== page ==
Title Page, Copyright Page

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pp. 1-vi

Contents

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pp. vii-viii

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Foreword

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pp. ix-xiv

Until quite recently it would have been difficult to name a significant landscape architect working in Canada — although as we learn from this book, for more than four decades there has been at least one woman who could claim that accolade. The name we should have known, of course, is Cornelia...

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acknowledgments

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pp. xv-xvi

During the course of my research for Cornelia Hahn Oberlander: Making the Modern Landscape, many institutions and organizations gave me assistance. The Social Science and Humanities Research Council of Canada provided the first grant that was essential to realizing the book. I have...

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Introduction

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pp. 1-10

This account of Cornelia Hahn Oberlander’s life work also tells a story of modern landscape architecture. Both a biography and a history, I chronicle Oberlander’s career as it plays out ahead and alongside the profession’s unfolding from World War II to the present in North America. Most...

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Identity

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pp. 11-30

The following chronicles Cornelia Hahn Oberlander’s life from childhood to her graduation from Harvard University in 1947. It gives an account of her motives as well as the circumstances that have shaped her life, and eventually her practice as a landscape architect. Here, Oberlander’s own words order...

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Housework

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pp. 31-96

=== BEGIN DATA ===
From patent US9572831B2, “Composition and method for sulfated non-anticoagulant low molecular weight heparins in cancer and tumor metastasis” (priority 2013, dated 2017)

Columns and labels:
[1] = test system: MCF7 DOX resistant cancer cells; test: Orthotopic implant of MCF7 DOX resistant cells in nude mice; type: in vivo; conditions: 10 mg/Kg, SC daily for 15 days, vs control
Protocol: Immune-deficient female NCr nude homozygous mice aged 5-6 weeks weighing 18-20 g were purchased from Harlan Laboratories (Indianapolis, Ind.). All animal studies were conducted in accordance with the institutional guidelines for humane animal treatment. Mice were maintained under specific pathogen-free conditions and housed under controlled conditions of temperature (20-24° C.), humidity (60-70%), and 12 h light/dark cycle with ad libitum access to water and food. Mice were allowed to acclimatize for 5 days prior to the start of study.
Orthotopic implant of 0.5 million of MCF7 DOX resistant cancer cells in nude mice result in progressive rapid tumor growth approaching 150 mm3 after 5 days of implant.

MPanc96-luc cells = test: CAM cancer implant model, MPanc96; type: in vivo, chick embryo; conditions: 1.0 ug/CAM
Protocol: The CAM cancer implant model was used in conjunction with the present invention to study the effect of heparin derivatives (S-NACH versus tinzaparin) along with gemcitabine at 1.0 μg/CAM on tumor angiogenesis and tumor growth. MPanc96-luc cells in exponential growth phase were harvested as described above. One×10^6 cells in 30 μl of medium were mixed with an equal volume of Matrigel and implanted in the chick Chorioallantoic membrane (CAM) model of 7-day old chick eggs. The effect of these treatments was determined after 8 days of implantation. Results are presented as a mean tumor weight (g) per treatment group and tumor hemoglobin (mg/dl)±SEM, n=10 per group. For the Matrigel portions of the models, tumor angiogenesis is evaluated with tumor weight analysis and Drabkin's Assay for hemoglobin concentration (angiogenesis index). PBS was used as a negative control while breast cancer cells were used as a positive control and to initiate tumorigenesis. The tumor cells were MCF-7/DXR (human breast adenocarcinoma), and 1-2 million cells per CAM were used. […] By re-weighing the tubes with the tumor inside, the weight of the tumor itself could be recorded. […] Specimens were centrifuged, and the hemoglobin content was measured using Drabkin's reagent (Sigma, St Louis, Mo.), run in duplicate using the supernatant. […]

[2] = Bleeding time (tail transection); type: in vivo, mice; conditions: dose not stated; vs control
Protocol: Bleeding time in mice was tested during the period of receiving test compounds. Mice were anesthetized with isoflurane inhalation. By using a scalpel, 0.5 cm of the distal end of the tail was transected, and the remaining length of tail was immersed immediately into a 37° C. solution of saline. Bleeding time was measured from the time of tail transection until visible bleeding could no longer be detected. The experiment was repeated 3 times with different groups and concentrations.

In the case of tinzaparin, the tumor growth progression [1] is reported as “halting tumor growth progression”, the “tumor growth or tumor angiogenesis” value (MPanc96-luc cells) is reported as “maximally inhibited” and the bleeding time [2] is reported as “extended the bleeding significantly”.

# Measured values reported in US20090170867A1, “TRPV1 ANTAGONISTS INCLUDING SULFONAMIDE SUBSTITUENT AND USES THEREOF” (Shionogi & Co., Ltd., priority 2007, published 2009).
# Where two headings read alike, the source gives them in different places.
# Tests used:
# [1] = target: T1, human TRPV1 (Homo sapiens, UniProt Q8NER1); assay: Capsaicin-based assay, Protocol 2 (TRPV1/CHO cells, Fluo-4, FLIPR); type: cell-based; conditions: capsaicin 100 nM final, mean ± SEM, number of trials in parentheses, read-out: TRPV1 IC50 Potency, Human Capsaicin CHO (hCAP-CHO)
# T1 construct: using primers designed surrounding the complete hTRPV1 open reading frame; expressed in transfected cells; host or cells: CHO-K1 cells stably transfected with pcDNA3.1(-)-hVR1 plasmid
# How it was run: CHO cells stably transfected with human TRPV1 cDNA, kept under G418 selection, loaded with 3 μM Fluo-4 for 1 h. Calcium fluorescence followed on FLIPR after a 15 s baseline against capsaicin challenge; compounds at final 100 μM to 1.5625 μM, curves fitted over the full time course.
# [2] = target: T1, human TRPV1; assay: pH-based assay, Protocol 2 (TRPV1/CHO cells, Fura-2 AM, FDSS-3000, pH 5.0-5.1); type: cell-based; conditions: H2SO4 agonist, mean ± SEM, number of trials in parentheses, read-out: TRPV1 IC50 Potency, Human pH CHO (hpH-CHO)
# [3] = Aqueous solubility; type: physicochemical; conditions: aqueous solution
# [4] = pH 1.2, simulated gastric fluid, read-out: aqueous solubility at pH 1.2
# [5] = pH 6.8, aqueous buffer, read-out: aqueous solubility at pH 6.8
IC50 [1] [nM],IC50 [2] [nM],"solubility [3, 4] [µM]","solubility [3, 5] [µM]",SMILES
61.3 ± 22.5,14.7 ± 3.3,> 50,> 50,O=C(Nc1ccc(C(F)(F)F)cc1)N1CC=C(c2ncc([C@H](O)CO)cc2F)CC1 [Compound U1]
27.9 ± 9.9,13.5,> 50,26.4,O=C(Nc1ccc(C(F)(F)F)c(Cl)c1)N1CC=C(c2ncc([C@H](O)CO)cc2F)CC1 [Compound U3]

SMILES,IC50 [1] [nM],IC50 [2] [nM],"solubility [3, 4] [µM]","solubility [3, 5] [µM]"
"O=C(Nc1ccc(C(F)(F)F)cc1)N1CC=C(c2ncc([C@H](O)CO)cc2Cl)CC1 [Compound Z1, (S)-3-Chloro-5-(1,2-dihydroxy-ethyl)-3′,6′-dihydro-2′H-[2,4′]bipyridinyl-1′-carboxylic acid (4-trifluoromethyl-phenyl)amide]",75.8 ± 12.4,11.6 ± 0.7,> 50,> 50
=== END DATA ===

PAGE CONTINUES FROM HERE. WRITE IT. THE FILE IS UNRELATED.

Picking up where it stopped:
An analysis of the 1951 Landscape Architecture exhibit catalog opens this chapter. The project types and modes of representation featured in the catalog are a testament to the growing conviction that the profession must design for all segments of society — a belief realized by the fact that numerous socially...

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Human Environment

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pp. 97-148

The following describes how more spatially complex experiences afforded by the idea of environment increasingly occupied Oberlander’s and other landscape architects’ thinking in the 1960s and 1970s. While the use of the term “environ” in...

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Ecological Environment

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pp. 149-198

This chapter begins with Oberlander’s and the profession’s increasing support of the environment as a “movement,” which sought to stop the degradation of ecological systems. For landscape architects enlisted in the environmental cause this support went deeper than preventative measures against...

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Invention

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pp. 199-218

The following describes some of the design inventions that Oberlander has devised over the years. Given the scope of new projects available to landscape architects after World War II and the new design vocabulary emerging in the profession, Oberlander was often pressed to invent her own details, techniques...

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Conclusion

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pp. 219-226

I opened Cornelia Hahn Oberlander: Making the Modern Landscape with the claim that Oberlander’s narrative is also a story of modern landscape architecture. Given that her practice has spanned more than half a century, her life work has provided detailed accounts of modern landscape architecture’s...

Notes

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pp. 227-244

Bibliography

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pp. 245-261

Index

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pp. 262-272